Cressida Dick has abruptly resigned as commissioner of the Metropolitan Police, after the mayor of London, Sadiq Khan, dramatically withdrew his support for her leadership.
Readers will be familiar with the long string of scandals that Dick has overseen in her time as commissioner, and the many previous calls on her to resign. From the murder of Sarah Everard by a serving police officer, and the culture in the Met that her death exposed, to longstanding issues of racism, bullying and incompetence in the force, there have been many previous moments where Dick could have been forced to go. But after each of those, she promised change and continued in her role, until now.
So why now? A report last week into the culture among officers at Charing Cross police station in London was the last straw for the mayor of London. The report by the Independent Office for Police Conduct (IOPC) “found evidence of discrimination, misogyny, harassment and bullying” (to quote the report itself) and, unusually, published messages exchanged between officers, including comments about beating their wives, rape and killing black children.
These comments prompted shock and deep distress across social media. Khan was personally disgusted and said that it reminded him of “the bad old days” of the Met of his childhood in the 1970s and 1980s. When it was revealed that nine of the 14 officers investigated by that report kept their jobs – including one who was later promoted – Khan’s frustration was compounded. He heard from Londoners of their distress at those revelations wherever he went in the days that followed, but the pressure also came from closer to home – our Britain editor, Anoosh Chakelian, understands there was deep frustration at City Hall that Khan had not acted sooner to remove Dick.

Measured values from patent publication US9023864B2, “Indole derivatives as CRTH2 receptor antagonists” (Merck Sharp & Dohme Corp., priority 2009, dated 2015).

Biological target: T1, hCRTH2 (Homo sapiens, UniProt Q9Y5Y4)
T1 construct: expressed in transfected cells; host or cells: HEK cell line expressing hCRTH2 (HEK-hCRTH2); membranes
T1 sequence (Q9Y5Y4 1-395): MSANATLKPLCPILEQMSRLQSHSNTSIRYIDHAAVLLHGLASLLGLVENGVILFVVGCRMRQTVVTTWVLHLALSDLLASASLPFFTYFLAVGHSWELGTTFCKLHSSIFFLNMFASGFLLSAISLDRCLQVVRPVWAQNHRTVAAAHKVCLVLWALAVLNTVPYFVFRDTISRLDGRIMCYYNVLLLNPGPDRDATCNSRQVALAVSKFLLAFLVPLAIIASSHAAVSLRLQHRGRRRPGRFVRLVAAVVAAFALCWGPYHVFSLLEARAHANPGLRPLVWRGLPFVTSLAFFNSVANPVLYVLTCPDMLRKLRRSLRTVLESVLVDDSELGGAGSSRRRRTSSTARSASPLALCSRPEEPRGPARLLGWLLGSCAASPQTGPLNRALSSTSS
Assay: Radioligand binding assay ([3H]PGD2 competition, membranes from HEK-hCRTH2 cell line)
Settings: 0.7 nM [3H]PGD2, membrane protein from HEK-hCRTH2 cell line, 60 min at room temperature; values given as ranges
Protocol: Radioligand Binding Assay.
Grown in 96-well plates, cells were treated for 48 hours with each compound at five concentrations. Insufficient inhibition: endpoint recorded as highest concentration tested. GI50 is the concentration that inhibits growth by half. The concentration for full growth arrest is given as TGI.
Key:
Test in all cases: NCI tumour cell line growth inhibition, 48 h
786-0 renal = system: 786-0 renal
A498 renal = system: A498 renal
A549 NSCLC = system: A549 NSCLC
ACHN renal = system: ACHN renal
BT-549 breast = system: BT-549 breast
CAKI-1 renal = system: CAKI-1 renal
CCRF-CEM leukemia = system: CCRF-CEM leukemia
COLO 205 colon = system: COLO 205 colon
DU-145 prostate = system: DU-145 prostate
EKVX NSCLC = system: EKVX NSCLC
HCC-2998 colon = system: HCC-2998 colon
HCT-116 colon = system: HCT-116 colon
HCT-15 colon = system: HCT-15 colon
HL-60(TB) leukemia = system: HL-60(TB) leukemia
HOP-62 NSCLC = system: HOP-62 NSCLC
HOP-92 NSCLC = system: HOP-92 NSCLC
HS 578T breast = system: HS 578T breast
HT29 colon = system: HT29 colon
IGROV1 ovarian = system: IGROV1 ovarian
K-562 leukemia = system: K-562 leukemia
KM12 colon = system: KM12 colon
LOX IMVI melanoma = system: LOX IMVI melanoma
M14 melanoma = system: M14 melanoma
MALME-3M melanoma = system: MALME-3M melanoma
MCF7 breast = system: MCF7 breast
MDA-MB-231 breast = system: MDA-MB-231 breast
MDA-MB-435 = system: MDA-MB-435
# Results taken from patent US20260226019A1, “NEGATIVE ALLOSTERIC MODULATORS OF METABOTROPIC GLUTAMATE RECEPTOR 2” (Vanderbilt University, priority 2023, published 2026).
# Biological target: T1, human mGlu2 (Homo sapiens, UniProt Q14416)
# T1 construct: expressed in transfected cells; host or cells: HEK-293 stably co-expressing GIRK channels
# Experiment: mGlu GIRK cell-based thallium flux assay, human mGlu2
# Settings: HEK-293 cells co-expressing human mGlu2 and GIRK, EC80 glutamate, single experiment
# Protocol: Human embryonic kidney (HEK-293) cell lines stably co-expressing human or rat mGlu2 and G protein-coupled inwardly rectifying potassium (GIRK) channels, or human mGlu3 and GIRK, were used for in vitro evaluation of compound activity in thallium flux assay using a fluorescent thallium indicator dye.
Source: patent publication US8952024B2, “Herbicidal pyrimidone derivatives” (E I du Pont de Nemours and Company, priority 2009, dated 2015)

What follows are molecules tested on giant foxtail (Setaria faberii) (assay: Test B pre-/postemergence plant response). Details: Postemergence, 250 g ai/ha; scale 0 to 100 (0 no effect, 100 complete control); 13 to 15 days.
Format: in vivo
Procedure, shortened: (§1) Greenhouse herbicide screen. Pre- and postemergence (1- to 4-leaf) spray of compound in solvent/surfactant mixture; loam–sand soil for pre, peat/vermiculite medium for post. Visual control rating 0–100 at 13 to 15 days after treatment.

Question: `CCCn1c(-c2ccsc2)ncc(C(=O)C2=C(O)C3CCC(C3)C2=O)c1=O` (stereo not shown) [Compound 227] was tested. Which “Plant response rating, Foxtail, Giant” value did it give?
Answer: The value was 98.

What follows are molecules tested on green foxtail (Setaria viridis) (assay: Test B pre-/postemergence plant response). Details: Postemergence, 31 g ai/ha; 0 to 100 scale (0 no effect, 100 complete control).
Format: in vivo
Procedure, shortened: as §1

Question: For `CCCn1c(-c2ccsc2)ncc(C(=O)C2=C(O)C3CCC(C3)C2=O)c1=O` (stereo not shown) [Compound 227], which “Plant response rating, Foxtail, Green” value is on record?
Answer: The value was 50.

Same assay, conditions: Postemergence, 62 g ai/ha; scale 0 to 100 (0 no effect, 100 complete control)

In a “very long, very forthright” 90-minute meeting, the mayor told Dick that they were at “crisis levels of trust among Londoners” and demanded immediate action. But, unsatisfied with her response, yesterday he withdrew his support for her leadership and she announced her resignation.
It marks an end to a period of paralysis at the top of government and at City Hall over Dick’s leadership. One minister privately told the New Statesman last October that there was a feeling Dick should resign or be fired in the wake of the Everard sentencing, and that she didn’t step aside revealed the dire state of leadership in the police. Khan will have been reticent to remove Dick when the Home Secretary is the one who chooses the successor, while the government has struggled because there is not an obvious replacement, something they have acknowledged in the recent past. It helps, too, that Dick has been seen by some as sympathetic to Boris Johnson.
Those close to Sadiq Khan insist that this move changes nothing for the Metropolitan Police’s investigation into the parties at No 10. There is an “iron wall” between those investigations and the political side of things, and the team of officers working on that case will not change. But Dick’s departure, even though she will stay on for a brief period to “oversee a smooth transition”, leaves the Met fundamentally leaderless during the most high-profile investigation in its modern history.